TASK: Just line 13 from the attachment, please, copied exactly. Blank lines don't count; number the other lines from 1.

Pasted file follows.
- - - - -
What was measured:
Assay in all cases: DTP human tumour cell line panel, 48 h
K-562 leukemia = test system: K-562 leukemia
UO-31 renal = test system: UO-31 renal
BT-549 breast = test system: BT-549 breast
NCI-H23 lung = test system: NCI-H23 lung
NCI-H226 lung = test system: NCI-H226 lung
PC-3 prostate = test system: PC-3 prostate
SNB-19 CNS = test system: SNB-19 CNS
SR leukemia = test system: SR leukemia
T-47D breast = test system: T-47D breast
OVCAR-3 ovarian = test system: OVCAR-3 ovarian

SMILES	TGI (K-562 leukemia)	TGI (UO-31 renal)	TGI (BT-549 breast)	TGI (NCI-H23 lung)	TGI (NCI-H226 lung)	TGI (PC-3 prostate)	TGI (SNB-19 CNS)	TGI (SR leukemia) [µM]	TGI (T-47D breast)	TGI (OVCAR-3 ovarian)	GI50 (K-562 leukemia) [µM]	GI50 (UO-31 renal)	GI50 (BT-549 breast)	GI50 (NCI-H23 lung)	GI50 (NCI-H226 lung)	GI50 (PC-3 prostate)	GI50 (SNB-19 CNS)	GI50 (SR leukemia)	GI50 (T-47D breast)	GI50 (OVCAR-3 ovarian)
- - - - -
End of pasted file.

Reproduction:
SMILES	TGI (K-562 leukemia)	TGI (UO-31 renal)	TGI (BT-549 breast)	TGI (NCI-H23 lung)	TGI (NCI-H226 lung)	TGI (PC-3 prostate)	TGI (SNB-19 CNS)	TGI (SR leukemia) [µM]	TGI (T-47D breast)	TGI (OVCAR-3 ovarian)	GI50 (K-562 leukemia) [µM]	GI50 (UO-31 renal)	GI50 (BT-549 breast)	GI50 (NCI-H23 lung)	GI50 (NCI-H226 lung)	GI50 (PC-3 prostate)	GI50 (SNB-19 CNS)	GI50 (SR leukemia)	GI50 (T-47D breast)	GI50 (OVCAR-3 ovarian)